National Treasure #27: Pauline Johnson

Considered Mohawk by British law (because her father was a Mohawk hereditary clan chief), but excluded from the matrilineally defined Mohawk tribal clans (because her mother wasn’t Mohawk), Pauline Johnson was a mixed-race Canadian who made a living at the turn of the last century primarily as a performer, reciting her own poetry with its mix of Aboriginal and English influences.

I don’t know if her works are taught much in Canadian schools today – well, other than in the four that are named after her – but she’s had some impressive honours:

  • Being listed as a Person of National Historic Significance in 1945
  • Having a stamp issued on the centennial of her birth in 1961 – the first woman (other than the Queen), the first author, and the first  Aboriginal person to be so honoured in Canada
  • Having Donald Sutherland read her work at the opening ceremonies of the 2010 Olympics in Vancouver

Know by the thread of music woven through
This fragile web of cadences I spin,
That I have only caught these songs since you
Voiced them upon your haunting violin.

 


This is one of a series on Canadian national treasures – my sesquicentennial project. They reflect people (living and dead), places and things that I think are worth celebrating about our country, and are done in no order of precedence.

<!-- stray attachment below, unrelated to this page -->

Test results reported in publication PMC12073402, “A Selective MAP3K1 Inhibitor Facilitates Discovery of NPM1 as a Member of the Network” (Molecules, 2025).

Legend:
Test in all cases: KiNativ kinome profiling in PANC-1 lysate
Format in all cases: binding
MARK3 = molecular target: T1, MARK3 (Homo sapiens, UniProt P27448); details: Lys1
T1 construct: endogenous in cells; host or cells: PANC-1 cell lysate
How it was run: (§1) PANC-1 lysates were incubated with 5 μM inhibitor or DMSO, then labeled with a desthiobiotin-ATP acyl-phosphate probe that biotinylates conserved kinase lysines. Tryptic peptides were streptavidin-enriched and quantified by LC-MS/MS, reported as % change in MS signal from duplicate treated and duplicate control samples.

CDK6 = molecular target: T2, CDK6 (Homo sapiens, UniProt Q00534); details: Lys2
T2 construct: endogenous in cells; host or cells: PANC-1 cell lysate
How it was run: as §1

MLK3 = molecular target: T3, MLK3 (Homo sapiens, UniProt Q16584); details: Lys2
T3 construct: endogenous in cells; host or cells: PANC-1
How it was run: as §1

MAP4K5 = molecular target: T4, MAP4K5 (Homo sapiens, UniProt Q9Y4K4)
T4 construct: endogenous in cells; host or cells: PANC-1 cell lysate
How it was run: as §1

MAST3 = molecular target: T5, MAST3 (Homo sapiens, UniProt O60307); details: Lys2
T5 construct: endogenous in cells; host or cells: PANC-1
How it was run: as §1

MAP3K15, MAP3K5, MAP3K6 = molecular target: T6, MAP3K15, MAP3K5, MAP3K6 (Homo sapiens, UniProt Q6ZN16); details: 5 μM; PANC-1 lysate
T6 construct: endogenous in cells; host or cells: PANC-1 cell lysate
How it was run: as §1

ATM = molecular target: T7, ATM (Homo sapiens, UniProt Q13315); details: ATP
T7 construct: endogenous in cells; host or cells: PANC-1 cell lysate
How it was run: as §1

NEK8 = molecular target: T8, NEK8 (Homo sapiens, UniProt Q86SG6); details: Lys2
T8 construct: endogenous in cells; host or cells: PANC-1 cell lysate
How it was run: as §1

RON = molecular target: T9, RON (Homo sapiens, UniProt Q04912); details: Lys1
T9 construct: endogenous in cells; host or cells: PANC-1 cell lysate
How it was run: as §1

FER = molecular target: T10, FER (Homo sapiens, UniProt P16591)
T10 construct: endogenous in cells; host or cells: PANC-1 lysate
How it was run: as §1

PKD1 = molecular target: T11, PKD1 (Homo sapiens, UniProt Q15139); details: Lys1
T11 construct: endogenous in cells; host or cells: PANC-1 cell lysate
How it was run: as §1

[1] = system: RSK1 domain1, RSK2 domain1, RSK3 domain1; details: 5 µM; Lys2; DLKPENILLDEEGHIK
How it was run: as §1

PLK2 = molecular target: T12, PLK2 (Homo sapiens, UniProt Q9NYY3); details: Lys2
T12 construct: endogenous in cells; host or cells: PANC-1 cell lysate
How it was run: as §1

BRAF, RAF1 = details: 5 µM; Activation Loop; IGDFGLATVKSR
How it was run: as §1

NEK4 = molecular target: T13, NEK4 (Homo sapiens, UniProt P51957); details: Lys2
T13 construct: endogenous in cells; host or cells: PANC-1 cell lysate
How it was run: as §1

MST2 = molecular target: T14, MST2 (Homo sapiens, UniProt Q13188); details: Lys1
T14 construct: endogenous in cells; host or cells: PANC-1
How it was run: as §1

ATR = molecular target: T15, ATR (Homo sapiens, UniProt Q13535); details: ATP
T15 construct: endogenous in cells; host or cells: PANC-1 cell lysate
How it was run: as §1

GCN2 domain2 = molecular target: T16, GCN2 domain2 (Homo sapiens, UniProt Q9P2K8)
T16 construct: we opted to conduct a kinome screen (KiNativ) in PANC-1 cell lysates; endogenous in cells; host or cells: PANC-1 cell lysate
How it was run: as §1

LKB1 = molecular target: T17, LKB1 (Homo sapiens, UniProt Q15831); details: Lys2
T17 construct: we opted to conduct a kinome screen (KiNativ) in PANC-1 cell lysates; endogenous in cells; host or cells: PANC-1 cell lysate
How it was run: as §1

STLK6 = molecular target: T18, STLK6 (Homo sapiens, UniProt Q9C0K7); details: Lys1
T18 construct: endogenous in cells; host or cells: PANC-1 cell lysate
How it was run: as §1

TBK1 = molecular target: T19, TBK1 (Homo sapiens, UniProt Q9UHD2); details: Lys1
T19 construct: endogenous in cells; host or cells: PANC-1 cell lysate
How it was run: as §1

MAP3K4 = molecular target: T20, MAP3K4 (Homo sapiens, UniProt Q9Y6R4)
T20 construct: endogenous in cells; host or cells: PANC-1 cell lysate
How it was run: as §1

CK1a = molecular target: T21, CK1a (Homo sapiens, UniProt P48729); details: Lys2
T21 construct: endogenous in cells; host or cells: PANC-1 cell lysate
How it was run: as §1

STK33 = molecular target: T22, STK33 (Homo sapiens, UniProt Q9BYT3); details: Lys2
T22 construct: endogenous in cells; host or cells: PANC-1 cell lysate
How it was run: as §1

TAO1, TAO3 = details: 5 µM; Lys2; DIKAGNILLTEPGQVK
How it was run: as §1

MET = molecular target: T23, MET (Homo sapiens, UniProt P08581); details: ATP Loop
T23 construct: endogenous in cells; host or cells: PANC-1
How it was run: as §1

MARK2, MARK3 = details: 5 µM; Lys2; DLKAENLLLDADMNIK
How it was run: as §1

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4 Responses to National Treasure #27: Pauline Johnson

  1. Tom Watson says:

    Janice, my wife, has the middle name Pauline. Named after Pauline Johnson. She was one of her mother’s favorite poets so when her daughter was born she used Pauline as a second name.
    Tom

    • Isabel Gibson says:

      Tom – Interesting. My (scant) reading suggested that she was popular in her performing days, then fell off in literary esteem, and now has had a comeback of sorts. I think we studied (if such it may be called) some of her work in school. Or maybe I just found her poetry on my mother’s shelves.

  2. Jim Robertson says:

    Another excellent choice for National Treasure (But then they all have been !)

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